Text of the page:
This month's guest post is by Bruce Blacklaw. He talks about the Mary, Queen of Scots exhibition, now showing at the National Museum of Scotland.
Showing only at the National Museum of Scotland in Edinburgh, Mary, Queen of Scots brings together the largest ever exhibition of portraits, documents, jewellery, textiles, furniture and other objects connected to arguably the most famous Scotswoman in history.
Mary’s years in France and her reign and life in Scotland are explored, as are the fateful events which led to her downfall. The murder of Mary’s second husband, Lord Darnley, took place at the Kirk o’Field lodgings, a matter of yards from the gallery in which the exhibition is staged.
Although the truth of the matter was never established, Mary was deemed guilty of plotting the murder and, after a controversial third marriage to the Earl of Bothwell, imprisonment, escape and civil war, she was forced into abdication and fled to England.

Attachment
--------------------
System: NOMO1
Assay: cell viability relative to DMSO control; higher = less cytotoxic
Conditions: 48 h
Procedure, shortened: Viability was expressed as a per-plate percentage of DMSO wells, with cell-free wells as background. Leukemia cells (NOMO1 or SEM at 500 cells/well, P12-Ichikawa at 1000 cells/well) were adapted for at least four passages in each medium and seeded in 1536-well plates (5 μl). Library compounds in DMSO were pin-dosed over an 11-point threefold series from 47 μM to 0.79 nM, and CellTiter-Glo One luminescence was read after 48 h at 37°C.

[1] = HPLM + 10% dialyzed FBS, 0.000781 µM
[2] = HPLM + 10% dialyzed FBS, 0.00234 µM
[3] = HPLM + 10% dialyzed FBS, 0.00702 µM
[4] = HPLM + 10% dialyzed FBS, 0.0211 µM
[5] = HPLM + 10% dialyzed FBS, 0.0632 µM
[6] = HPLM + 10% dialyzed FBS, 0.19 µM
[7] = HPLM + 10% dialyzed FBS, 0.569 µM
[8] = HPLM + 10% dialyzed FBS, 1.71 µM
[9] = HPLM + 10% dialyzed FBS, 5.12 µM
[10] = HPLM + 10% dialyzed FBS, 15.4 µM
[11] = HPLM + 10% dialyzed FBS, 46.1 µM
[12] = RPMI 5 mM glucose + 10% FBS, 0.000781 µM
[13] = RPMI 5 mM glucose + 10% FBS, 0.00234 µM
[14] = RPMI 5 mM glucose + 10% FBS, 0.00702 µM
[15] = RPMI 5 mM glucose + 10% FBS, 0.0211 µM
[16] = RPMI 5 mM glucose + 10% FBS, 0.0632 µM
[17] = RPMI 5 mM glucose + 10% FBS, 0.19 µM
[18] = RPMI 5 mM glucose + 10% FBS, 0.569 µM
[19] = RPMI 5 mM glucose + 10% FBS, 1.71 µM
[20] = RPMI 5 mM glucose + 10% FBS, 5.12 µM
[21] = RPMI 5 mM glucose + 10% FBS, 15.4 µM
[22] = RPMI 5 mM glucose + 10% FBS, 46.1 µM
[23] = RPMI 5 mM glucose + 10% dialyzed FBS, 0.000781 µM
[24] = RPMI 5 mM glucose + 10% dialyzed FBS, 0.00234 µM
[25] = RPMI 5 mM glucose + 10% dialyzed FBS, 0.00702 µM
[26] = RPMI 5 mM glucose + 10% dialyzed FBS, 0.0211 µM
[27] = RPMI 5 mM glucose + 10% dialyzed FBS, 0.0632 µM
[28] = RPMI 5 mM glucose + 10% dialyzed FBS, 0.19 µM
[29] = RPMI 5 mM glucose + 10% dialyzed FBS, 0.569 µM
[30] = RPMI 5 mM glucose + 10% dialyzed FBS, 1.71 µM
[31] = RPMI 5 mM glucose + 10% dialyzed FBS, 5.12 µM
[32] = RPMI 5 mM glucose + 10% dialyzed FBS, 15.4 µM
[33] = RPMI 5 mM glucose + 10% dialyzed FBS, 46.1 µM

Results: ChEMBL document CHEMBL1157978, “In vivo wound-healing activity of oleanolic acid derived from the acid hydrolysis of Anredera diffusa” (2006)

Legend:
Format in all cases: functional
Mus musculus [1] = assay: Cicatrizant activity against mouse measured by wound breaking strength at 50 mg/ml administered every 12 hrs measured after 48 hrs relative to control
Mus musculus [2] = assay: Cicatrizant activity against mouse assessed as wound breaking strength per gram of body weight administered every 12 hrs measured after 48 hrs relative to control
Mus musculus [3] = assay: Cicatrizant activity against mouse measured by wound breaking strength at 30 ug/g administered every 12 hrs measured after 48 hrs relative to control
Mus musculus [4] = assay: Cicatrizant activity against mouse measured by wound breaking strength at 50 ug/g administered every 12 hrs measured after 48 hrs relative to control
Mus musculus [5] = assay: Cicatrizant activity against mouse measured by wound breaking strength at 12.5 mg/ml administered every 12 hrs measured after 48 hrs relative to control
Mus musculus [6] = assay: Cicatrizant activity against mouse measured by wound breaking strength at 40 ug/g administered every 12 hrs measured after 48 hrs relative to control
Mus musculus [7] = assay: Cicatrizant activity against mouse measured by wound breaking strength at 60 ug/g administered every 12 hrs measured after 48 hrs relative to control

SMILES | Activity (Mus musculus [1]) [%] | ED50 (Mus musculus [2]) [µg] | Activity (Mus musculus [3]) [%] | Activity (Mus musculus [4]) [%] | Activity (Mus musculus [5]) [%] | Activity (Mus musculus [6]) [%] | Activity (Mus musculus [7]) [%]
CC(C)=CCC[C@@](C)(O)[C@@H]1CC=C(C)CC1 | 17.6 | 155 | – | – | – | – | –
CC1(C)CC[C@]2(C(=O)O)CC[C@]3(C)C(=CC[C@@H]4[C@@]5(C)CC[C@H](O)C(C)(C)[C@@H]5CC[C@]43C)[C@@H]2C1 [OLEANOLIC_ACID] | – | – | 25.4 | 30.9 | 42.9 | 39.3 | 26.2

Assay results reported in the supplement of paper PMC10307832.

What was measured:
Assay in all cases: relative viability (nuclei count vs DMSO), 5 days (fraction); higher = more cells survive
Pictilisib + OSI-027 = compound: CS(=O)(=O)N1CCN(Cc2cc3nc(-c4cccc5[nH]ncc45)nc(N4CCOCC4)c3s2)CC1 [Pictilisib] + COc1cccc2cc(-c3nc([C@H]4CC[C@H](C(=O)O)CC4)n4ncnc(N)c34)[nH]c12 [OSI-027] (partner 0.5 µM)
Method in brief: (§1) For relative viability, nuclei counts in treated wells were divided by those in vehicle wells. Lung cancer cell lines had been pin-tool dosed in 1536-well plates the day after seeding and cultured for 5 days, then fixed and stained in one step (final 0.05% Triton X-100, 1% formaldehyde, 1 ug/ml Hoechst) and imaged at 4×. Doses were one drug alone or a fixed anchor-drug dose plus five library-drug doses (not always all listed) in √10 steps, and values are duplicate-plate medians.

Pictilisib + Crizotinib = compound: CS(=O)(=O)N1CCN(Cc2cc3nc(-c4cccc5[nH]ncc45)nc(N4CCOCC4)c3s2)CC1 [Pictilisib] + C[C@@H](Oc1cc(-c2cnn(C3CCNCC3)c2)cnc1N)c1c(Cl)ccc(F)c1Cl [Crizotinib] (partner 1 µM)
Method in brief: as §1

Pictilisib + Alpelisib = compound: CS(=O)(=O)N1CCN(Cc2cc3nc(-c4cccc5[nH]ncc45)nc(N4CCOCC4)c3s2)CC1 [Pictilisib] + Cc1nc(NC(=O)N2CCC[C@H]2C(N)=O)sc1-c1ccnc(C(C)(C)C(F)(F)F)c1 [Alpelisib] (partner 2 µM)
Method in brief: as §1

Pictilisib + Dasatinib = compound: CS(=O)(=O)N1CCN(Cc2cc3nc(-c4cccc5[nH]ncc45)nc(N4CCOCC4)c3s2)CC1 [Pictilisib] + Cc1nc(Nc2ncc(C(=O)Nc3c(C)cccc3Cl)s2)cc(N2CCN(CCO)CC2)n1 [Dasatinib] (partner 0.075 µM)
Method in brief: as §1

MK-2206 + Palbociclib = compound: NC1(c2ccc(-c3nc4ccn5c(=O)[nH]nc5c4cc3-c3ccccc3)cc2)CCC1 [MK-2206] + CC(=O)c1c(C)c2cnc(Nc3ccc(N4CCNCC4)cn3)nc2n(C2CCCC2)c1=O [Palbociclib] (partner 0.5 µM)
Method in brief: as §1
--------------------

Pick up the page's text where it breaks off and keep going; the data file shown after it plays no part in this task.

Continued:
Mary was imprisoned for the next 19 years of her life until, eventually, she was implicated in another plot, this time to kill Queen Elizabeth. This sealed her fate and led to her execution at Fotheringay Castle in 1587.
The story is told through over 200 remarkable objects, from Mary’s earliest letter, written to her mother Mary of Guise, to the warrant for her execution, signed by Elizabeth. The exhibition features portraits including the famous Blairs Memorial Portrait and Mary in White Mourning by Francois Clouet from the Royal Collection, as well as the Kirk o’Field sketch, drawn by an English spy in 1567, and the Marian Hanging, a tapestry that Mary worked on while in captivity.
Mary, Queen of Scots is at the National Museum of Scotland until 17 November. The exhibition is supported by investment managers Baillie Gifford, and there is an accompany programme of events. For further information, visit www.nms.ac.uk/mary.